Tad Robinson review…April 22, 2015…




Tad Robinson has always been one of the smoothest singers, not only in blues, but in any genre’.  His follow-up album to “Back In Style,” from 2010,  has just been released on Severn Records and is entitled “Day Into Night,” twelve cuts of sweet soul-blues that take a look at varying stages of love, from the strong, lasting kind down to the one-night stands, and everything in between.

Tad is backed by that strong Severn house band of Johnny Moeller on guitar, Robb Stupka on drums, Steve Gomes on bass, and Kevin Anker on keys.  Tad, Steve and Kevin are the predominant writers of the original material as well.

Things take flight with Tad’s reminiscence of a “Soul Lover,” who may be “gone away” but is “always here” in his heart.  Tad gives a very strong read of Bobby Bland’s song of unconditional love, as Tad urges his lover to “take my hand and Lead Me On.”  When you know you’ve found a love you can count on is the upbeat message of both “Mellow In Love,” and “Love Is A Winner,” while a man who’s made plenty of mistakes in love finds himself down on “Used To Be Road,” terminally trapped in a “Blue Yesterday.”  Johnny’s understated guitar adds the perfect touch here, too.  “Nightwatch” has Tad keeping a lonely eye out for a lover who’s vowed to “return one day.”  This one has sweet guitar from Alex Schultz, also.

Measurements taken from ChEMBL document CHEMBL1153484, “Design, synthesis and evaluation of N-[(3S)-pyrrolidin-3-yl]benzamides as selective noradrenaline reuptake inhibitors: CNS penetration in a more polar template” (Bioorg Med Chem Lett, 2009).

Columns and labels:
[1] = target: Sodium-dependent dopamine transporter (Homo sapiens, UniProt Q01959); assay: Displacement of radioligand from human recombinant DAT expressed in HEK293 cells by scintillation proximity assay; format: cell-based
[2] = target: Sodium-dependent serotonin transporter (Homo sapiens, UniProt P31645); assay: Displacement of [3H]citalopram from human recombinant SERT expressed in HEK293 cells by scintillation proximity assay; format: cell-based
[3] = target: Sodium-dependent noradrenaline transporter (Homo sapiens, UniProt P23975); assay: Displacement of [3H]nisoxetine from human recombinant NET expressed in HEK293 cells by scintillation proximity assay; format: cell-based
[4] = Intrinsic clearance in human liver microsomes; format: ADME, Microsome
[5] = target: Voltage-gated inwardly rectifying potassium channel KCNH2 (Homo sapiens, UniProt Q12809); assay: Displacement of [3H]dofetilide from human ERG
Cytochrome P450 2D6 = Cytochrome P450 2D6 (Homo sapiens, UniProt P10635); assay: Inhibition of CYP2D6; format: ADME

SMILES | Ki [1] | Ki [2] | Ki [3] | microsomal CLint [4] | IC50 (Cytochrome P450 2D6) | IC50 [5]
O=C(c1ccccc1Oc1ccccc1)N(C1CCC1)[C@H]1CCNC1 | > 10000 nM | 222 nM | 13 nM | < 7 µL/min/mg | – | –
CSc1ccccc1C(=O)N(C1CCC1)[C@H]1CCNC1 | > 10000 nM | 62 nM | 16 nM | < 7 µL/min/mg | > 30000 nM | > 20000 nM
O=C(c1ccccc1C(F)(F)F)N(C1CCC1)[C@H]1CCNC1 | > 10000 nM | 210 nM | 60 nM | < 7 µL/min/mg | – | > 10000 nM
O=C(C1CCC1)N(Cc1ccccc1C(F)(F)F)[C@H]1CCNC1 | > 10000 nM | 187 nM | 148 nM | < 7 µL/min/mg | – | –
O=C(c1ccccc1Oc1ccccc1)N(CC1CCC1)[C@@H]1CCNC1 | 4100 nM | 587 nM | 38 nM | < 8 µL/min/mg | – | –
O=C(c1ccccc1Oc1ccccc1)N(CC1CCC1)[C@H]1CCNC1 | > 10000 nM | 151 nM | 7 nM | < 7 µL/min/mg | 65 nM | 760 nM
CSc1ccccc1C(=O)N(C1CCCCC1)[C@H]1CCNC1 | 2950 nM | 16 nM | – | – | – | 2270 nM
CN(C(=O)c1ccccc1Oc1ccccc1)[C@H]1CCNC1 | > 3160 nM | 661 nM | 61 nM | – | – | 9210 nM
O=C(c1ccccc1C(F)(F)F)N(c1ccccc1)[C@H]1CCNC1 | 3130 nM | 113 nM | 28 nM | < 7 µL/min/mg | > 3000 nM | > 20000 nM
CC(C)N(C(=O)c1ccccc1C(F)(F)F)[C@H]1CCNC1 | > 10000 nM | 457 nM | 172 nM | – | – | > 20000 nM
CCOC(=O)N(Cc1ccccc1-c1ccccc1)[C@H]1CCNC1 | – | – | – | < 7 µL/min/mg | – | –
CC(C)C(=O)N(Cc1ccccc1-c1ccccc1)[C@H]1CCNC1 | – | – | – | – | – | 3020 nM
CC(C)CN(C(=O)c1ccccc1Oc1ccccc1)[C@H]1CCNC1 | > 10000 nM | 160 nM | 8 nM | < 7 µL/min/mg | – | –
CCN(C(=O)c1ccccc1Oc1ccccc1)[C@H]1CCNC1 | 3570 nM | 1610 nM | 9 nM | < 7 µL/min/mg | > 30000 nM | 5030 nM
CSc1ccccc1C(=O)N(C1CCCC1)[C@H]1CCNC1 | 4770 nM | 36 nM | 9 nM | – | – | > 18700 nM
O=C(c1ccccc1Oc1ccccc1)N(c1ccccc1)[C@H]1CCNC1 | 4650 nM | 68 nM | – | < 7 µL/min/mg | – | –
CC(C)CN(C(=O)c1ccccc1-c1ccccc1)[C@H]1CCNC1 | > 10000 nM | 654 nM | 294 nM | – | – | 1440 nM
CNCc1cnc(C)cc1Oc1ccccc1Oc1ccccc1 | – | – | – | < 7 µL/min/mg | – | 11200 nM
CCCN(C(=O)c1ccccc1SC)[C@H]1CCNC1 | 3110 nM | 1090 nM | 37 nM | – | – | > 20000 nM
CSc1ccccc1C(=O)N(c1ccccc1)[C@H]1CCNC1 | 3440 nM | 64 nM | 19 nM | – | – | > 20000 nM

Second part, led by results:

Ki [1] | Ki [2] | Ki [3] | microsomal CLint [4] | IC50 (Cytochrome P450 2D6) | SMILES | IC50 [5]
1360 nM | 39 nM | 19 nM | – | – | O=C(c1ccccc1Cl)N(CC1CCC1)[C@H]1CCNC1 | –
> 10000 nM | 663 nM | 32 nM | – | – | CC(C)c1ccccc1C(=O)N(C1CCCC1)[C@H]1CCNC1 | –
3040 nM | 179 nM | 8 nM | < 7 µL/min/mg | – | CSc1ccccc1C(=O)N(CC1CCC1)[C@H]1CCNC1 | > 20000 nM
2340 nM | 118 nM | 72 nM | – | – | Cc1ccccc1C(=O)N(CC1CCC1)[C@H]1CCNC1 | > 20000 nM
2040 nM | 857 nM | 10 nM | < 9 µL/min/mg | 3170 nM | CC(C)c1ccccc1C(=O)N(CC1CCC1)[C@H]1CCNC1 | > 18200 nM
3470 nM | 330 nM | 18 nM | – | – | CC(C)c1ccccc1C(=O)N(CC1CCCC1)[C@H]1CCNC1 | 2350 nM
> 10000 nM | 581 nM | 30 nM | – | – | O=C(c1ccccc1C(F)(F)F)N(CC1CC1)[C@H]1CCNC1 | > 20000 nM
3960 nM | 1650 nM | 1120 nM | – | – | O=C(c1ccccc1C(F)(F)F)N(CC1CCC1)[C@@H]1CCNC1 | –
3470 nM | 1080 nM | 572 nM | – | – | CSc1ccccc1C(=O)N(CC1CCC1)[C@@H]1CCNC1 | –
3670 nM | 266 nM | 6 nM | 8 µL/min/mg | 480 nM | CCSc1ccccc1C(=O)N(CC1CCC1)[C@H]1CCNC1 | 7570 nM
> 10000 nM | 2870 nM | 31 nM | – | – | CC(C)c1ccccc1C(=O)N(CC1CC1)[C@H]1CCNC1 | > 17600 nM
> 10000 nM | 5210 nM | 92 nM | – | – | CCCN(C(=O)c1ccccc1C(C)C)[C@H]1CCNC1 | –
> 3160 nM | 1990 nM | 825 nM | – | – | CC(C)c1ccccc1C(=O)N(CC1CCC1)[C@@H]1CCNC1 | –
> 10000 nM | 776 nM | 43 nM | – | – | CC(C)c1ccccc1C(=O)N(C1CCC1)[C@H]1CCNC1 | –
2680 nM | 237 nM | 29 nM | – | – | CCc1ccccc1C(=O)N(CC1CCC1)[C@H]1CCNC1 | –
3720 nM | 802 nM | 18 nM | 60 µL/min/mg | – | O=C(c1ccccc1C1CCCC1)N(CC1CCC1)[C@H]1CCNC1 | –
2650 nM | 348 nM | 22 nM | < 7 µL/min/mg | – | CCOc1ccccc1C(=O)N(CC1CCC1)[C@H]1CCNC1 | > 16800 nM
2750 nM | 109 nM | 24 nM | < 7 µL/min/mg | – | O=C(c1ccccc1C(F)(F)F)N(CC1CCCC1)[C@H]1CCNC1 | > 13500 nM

We had two favorites, too.  Two people who let their lust get in the way find out that “it might feel like love, but it’s just Lonely Talkin,” with fine staccato, stabbing fretwork from Anson Funderburgh.  And, Tad busts out his harp for the set’s bluesiest cut.  Seems his lover needed a break, so “While You Were Gone, that fine lady in Apartment C sho’ nuff broke it down for me!”  This one rocks that swampy, Excello-styled groove to the hilt.

Tad Robinson just gets better with each album.  Knowing that you’ll get a strong set of soul-blues from this fine singer is as inevitable as “Day Into Night!”  Until next time…Sheryl and Don Crow, The Nashville Blues Society.

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